There are, for those with the requisite sense, currents, energy flows, and dialogues to be discerned in the Japanese garden. Shunmyo Masuno contends that when arranging rocks, for example, one must “converse” with the stone, waiting “until it seems to speak and say where it wants to be put.” According to some of the subjects of Listening to Clay, a similar collaboration, or consulting, takes place between potters and their material. Artist Michiko Ogawa, for example, is very specific on this point, stating that she attempts to, “listen to what the material has to say,” posing the question, “What does the clay want to be?”
Listening to Clay
Some will read this and wonder whether that conversation is entirely imagined by the artist, and will question whether it can, in fact, be a dialog. I believe that not only is it a dialog, it’s more real than the consentual hallucination of regular life.
I think there are a few different movements that are part of this experience, several steps of this dance. There is getting out of the way. There is getting into the flow. There is also, acknowledging being part of a larger web of things. We are all just molecules dancing in space, whether we are humans, rocks, or melodies.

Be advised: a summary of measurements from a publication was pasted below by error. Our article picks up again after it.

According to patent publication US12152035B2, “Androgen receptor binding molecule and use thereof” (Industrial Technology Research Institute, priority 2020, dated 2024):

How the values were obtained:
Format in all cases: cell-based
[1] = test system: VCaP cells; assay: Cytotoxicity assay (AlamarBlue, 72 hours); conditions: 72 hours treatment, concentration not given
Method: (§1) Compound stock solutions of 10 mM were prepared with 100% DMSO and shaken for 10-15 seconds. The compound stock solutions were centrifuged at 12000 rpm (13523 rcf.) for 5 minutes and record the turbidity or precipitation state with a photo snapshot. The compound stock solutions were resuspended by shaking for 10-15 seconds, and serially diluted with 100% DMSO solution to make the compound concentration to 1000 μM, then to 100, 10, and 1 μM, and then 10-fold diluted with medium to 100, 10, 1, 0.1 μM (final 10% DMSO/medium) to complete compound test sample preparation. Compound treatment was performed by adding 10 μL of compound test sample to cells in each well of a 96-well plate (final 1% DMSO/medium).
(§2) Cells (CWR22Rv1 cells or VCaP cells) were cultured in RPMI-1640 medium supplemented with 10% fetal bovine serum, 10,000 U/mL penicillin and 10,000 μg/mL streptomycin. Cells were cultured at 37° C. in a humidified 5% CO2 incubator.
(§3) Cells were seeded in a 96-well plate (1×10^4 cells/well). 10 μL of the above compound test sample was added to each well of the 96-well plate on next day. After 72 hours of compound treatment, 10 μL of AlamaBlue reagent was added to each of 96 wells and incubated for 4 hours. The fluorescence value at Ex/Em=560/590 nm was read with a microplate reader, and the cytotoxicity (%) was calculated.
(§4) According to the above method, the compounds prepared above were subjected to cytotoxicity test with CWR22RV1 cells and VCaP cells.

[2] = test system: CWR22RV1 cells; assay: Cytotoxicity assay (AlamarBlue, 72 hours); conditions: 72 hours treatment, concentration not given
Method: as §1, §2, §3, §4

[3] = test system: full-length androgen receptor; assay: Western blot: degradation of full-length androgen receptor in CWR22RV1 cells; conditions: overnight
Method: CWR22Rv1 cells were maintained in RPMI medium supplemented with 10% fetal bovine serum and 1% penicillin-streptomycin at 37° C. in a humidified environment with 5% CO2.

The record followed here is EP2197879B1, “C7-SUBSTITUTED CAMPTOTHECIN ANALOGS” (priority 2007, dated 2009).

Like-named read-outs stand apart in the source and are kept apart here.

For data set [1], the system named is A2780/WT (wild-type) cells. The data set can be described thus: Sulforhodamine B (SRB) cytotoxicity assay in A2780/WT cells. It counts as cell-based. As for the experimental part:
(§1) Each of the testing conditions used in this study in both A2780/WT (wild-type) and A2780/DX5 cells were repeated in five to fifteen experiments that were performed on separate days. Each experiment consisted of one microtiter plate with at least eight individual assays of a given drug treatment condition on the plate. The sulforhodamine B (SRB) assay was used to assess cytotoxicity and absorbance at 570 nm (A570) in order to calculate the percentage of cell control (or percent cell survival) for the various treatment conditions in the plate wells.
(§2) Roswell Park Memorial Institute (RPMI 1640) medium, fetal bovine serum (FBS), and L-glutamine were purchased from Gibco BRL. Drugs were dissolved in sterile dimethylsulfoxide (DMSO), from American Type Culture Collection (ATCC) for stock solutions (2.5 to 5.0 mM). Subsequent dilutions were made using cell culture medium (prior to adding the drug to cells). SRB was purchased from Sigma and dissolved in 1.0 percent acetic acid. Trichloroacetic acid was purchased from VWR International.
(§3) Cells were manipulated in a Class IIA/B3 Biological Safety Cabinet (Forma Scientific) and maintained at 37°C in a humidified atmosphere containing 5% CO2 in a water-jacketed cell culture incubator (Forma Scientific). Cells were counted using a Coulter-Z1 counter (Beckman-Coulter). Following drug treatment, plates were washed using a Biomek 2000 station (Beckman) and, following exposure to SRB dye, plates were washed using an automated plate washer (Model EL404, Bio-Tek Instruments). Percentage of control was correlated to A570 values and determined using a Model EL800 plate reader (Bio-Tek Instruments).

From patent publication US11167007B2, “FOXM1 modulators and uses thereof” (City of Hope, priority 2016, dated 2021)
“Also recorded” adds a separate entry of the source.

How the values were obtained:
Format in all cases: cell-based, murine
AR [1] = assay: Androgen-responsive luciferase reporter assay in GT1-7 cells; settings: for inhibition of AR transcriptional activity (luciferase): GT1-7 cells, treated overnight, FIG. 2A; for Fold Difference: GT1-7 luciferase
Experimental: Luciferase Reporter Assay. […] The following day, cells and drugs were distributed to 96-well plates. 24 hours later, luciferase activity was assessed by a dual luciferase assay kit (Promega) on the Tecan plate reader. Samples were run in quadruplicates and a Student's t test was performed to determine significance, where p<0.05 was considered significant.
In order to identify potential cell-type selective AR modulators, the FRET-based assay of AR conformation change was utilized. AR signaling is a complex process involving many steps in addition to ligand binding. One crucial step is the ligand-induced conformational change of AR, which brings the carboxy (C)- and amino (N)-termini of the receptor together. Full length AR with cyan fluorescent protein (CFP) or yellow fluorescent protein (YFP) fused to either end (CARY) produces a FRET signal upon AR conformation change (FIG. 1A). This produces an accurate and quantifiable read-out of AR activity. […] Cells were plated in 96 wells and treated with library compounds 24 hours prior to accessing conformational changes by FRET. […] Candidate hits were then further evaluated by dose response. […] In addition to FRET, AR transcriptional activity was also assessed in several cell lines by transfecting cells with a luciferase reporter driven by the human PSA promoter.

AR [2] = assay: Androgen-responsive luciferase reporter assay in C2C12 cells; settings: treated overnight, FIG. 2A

I feel kinship with these words: Listen to what the material has to say and What does the clay want to be is analogous to my experience of What does this piece of music want to be. The sentence It seems to speak and say where it wants to be put relates just as well to the notes of a melody as it does to a rock. I get out of the way of the flow and allow the music to materialize itself. The music moves my hands — that is the feeling when it really works. I don’t know where my music comes from. It doesn’t feel like it’s mine. It comes through me is the sensation I have.
Now I am lying here wondering whether that’s how a tree feels about their branches and leaves. They simply grew where they needed to go.
I woke up at 0200 and was wide awake. Now it’s 0322. Better try to get out of the way of sleep.